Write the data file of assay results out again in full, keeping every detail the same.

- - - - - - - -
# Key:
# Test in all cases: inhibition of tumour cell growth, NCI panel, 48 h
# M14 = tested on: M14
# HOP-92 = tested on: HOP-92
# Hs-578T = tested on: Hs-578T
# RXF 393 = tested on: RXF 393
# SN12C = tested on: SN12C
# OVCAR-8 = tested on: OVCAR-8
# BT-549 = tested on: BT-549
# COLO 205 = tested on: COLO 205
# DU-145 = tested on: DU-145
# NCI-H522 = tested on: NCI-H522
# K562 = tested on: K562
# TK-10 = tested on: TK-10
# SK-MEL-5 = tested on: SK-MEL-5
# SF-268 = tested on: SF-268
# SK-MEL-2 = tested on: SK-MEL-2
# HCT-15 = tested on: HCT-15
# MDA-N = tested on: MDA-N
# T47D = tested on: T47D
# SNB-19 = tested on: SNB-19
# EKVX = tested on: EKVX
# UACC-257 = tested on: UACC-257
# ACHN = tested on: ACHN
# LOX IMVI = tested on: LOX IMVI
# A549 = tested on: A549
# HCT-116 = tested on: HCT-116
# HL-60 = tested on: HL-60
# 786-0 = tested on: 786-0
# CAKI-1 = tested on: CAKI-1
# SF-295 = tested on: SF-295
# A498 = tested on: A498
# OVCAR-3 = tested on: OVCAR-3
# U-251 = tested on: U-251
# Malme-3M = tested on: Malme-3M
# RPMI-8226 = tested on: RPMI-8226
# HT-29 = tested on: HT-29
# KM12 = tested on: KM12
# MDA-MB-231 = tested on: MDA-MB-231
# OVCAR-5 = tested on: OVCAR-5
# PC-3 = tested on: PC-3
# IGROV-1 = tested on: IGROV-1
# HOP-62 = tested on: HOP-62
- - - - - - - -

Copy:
# Key:
# Test in all cases: inhibition of tumour cell growth, NCI panel, 48 h
# M14 = tested on: M14
# HOP-92 = tested on: HOP-92
# Hs-578T = tested on: Hs-578T
# RXF 393 = tested on: RXF 393
# SN12C = tested on: SN12C
# OVCAR-8 = tested on: OVCAR-8
# BT-549 = tested on: BT-549
# COLO 205 = tested on: COLO 205
# DU-145 = tested on: DU-145
# NCI-H522 = tested on: NCI-H522
# K562 = tested on: K562
# TK-10 = tested on: TK-10
# SK-MEL-5 = tested on: SK-MEL-5
# SF-268 = tested on: SF-268
# SK-MEL-2 = tested on: SK-MEL-2
# HCT-15 = tested on: HCT-15
# MDA-N = tested on: MDA-N
# T47D = tested on: T47D
# SNB-19 = tested on: SNB-19
# EKVX = tested on: EKVX
# UACC-257 = tested on: UACC-257
# ACHN = tested on: ACHN
# LOX IMVI = tested on: LOX IMVI
# A549 = tested on: A549
# HCT-116 = tested on: HCT-116
# HL-60 = tested on: HL-60
# 786-0 = tested on: 786-0
# CAKI-1 = tested on: CAKI-1
# SF-295 = tested on: SF-295
# A498 = tested on: A498
# OVCAR-3 = tested on: OVCAR-3
# U-251 = tested on: U-251
# Malme-3M = tested on: Malme-3M
# RPMI-8226 = tested on: RPMI-8226
# HT-29 = tested on: HT-29
# KM12 = tested on: KM12
# MDA-MB-231 = tested on: MDA-MB-231
# OVCAR-5 = tested on: OVCAR-5
# PC-3 = tested on: PC-3
# IGROV-1 = tested on: IGROV-1
# HOP-62 = tested on: HOP-62